PR Niblets

Tuesday, April 27, 2010

JumpStarting a Second Business

Last year, at the height of the recession while jobs were being shed and the PR industry was contracting, we launched Feintuch Communications.

Many friends and colleagues questioned our timing; others offered their congratulations for our bold timing and going against the tide. The truth is it was both a scary period while at the same time liberating, exciting and empowering. Imagine -- the chance to build a new, ethically run business focused on the needs of our clients with little corporate baggage getting in the way.

Despite the worst recession in generations and a healthy share of unplanned start-up business challenges, our fledgling firm has grown. We added clients, many of whom expanded their programs with us; launched a healthcare and life sciences practice; expanded our corporate identity, marketing services and digital media offerings; and developed a joint venture investor relations practice.

That kept us busy through TODAY when we launched our sister company -- JumpStart Global Advisors (http://www.jumpstartglobal.com/). This newest venture had a slightly longer gestation period than the six weeks it took to conceive of and launch Feintuch Communications.

The back story: About eight years ago, I was staffing a Supercomm trade show booth in Atlanta for Celvibe, a now defunct Israeli wireless infrastructure company. A young attorney approached me, and believing that I was part of the Celvibe management team, began to pitch me on establishing a U.S. base of operations for "our" company.


Scott Gordon explained that his company, Gordon Global Associates (http://www.gordonglobal.com/), based in Lynbrook, N.Y., actively supported "international companies" seeking to establish a footprint in North America. His services ranged from establishment of the business, to legal, accounting, finance and back office support. I asked him about the obviously missing marketing component before I explained to Scott that I was a fellow New Yorker and a partner in a public relations firm.

We met up in New York and developed a friendship and informal referral network. Prospects liked the concept but its casual nature was a difficult sell. And my former agency business colleagues didn't understand how a venture of this sort would help our firm.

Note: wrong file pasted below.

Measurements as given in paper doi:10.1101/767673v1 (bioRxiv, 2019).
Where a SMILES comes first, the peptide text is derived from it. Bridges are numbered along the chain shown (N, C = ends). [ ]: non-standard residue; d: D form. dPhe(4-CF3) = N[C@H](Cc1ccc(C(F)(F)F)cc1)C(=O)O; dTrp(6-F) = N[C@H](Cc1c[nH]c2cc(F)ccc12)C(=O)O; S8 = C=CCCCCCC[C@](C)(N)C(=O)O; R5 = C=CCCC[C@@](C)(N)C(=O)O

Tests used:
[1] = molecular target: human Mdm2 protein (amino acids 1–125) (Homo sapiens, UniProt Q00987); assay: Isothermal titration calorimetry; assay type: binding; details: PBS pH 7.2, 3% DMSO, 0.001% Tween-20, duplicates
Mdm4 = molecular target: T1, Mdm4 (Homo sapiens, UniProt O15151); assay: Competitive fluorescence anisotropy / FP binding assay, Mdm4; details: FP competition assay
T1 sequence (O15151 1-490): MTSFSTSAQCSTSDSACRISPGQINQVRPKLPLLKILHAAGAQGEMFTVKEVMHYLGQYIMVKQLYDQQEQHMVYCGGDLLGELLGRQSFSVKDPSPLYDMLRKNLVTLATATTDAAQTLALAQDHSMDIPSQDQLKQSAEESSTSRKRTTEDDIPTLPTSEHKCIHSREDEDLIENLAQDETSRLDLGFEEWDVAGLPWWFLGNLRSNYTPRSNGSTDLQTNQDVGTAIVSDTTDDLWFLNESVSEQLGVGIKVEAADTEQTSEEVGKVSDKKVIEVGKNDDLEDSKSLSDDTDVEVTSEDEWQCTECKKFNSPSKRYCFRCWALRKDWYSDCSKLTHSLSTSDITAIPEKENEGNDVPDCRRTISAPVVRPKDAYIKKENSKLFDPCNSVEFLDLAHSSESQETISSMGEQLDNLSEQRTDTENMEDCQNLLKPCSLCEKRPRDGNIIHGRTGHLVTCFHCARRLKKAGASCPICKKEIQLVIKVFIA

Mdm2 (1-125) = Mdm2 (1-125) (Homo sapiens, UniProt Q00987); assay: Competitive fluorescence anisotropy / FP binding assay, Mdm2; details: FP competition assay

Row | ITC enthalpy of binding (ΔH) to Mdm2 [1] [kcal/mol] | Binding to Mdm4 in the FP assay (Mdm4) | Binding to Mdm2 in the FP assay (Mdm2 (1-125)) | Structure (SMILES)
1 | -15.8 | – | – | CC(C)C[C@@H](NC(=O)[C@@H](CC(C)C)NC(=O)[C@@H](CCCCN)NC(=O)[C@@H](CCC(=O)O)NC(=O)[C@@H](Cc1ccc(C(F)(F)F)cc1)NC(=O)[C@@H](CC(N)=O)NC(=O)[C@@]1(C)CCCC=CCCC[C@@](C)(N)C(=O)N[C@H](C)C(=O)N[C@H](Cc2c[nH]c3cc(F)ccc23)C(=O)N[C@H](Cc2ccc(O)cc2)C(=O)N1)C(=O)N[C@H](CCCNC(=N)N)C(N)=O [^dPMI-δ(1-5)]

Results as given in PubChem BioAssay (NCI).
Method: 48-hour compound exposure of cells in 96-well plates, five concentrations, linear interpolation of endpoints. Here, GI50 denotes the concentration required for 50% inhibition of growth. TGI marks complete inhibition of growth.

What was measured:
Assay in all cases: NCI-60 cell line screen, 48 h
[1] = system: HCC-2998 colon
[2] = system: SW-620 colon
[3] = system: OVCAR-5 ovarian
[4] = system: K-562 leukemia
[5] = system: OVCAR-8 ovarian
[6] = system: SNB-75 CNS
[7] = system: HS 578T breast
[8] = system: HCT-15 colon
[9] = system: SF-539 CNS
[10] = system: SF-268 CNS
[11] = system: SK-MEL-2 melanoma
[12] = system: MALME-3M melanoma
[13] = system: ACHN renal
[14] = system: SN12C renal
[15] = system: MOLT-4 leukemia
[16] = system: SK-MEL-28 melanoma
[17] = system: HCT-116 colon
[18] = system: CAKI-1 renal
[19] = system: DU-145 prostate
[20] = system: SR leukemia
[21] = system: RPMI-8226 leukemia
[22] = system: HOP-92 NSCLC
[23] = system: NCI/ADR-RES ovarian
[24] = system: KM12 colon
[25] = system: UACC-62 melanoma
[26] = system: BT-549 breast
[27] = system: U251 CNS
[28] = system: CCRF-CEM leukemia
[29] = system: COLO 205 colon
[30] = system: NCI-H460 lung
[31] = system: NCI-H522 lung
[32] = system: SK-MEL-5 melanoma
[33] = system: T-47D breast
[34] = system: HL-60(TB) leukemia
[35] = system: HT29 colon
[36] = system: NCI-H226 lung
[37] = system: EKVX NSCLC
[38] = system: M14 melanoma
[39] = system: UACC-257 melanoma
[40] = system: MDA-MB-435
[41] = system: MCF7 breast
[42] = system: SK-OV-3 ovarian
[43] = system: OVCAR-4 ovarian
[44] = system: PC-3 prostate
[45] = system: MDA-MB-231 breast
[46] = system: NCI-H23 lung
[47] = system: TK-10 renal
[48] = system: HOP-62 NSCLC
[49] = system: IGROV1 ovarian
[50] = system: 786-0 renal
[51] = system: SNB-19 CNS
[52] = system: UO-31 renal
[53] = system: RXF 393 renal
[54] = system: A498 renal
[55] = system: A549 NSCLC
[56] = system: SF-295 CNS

Last year, Scott and Gordon Global helped launch Feintuch Communications with a modified set of services that the company provided to overseas entities. It worked like a charm. So we restarted collaboration talks and decided that if we were to marry our businesses, we needed to provide additional critical services including recruiting/staffing solutions to help overseas companies to internationalize here.

Enter Don Zinn.

Don, another of my former clients and a friend, is a serial entrepreneur with more than 30years of sales, management and hiring experience. He has built and run many of his own high tech businesses and is now an executive vice president at Starpoint Solutions (http://www.starpointsolutions.com/), a leading solutions, staffing and executive search firm headquartered in New York City. Scott and I approached Don with our business concept; Don signed right on and we jumped in to begin business planning.

During the second half of 2009, and through 2010, we continued to meet to decide how our organization would work, what it would be called, how we would render services and how we would promote it. We developed our corporate identity, slowly built our Web site, began calling on prospects and today issued our launch press release (www.jumpstartglobal.com/newsroom).

We've already enjoyed success in attracting world-class partners to the JumpStart Global Advisors umbrella (announcements to follow) and have now been invited by IE Singapore to host a "Doing Business in the U.S." seminar
(www.iesingapore.eventshub.sg/Default.aspx?CalID=1&EventID=135) in Singapore starting May 25.

So 16 months into being an entrepreneur, the score is two companies and growing. The only scary part of it now is what happens when the economy improves?

Thursday, April 22, 2010

Coming Clean

Dear God,